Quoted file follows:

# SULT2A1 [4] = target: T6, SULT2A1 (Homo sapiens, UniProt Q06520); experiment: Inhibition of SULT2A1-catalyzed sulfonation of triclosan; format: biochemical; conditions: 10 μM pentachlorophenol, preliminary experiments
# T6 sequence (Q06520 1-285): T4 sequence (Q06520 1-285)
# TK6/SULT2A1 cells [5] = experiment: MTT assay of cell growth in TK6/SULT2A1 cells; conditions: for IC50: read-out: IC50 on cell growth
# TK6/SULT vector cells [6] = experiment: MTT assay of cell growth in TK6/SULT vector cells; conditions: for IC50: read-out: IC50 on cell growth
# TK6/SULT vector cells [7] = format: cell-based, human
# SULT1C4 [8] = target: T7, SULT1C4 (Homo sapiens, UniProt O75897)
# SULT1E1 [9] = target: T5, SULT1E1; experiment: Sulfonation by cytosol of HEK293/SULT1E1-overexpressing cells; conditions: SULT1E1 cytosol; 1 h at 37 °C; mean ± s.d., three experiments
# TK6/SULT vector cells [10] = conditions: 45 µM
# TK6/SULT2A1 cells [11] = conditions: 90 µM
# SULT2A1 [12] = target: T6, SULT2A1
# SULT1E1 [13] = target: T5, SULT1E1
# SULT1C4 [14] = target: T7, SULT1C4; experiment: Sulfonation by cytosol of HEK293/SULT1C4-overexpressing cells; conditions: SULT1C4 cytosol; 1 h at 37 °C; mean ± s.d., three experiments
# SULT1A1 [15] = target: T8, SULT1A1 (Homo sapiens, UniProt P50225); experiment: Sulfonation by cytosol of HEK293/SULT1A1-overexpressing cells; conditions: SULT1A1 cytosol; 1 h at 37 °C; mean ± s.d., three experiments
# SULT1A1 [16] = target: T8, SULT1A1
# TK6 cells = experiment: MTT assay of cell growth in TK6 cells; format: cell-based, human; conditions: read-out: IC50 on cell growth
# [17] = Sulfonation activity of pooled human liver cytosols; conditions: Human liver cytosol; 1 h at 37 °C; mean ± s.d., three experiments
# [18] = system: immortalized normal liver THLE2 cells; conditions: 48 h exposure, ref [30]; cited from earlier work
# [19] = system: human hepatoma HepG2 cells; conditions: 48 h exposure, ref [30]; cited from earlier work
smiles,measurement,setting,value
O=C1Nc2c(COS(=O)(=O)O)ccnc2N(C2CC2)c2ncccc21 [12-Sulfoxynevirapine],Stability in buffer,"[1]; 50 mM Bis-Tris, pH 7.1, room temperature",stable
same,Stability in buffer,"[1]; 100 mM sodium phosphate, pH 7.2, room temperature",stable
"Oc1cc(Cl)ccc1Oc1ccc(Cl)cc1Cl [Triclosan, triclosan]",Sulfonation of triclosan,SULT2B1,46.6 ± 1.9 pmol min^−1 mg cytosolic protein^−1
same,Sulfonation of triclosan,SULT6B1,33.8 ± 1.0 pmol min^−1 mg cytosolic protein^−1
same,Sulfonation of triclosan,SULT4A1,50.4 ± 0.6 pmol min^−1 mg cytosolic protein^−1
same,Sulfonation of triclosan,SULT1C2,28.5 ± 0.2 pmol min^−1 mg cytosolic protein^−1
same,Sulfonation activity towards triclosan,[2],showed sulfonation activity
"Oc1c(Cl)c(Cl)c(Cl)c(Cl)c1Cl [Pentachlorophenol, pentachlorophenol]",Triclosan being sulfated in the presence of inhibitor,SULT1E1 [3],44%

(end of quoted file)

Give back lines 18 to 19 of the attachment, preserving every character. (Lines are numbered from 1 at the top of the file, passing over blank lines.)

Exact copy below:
# [19] = system: human hepatoma HepG2 cells; conditions: 48 h exposure, ref [30]; cited from earlier work
smiles,measurement,setting,value